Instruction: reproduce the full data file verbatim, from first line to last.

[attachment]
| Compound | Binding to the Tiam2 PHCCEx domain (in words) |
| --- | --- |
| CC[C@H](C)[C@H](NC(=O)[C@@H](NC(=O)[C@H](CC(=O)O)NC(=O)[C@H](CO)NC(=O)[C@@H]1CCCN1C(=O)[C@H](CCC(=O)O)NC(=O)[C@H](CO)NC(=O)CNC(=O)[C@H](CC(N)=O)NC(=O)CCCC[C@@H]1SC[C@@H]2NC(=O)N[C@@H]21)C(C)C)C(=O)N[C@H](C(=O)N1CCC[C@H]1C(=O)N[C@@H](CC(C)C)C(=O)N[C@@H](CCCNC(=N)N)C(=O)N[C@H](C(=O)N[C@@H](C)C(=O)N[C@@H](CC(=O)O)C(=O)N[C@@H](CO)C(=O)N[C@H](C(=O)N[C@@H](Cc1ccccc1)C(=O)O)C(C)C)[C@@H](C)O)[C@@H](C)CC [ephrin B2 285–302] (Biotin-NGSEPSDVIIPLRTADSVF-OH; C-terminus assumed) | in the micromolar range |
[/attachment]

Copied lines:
| Compound | Binding to the Tiam2 PHCCEx domain (in words) |
| --- | --- |
| CC[C@H](C)[C@H](NC(=O)[C@@H](NC(=O)[C@H](CC(=O)O)NC(=O)[C@H](CO)NC(=O)[C@@H]1CCCN1C(=O)[C@H](CCC(=O)O)NC(=O)[C@H](CO)NC(=O)CNC(=O)[C@H](CC(N)=O)NC(=O)CCCC[C@@H]1SC[C@@H]2NC(=O)N[C@@H]21)C(C)C)C(=O)N[C@H](C(=O)N1CCC[C@H]1C(=O)N[C@@H](CC(C)C)C(=O)N[C@@H](CCCNC(=N)N)C(=O)N[C@H](C(=O)N[C@@H](C)C(=O)N[C@@H](CC(=O)O)C(=O)N[C@@H](CO)C(=O)N[C@H](C(=O)N[C@@H](Cc1ccccc1)C(=O)O)C(C)C)[C@@H](C)O)[C@@H](C)CC [ephrin B2 285–302] (Biotin-NGSEPSDVIIPLRTADSVF-OH; C-terminus assumed) | in the micromolar range |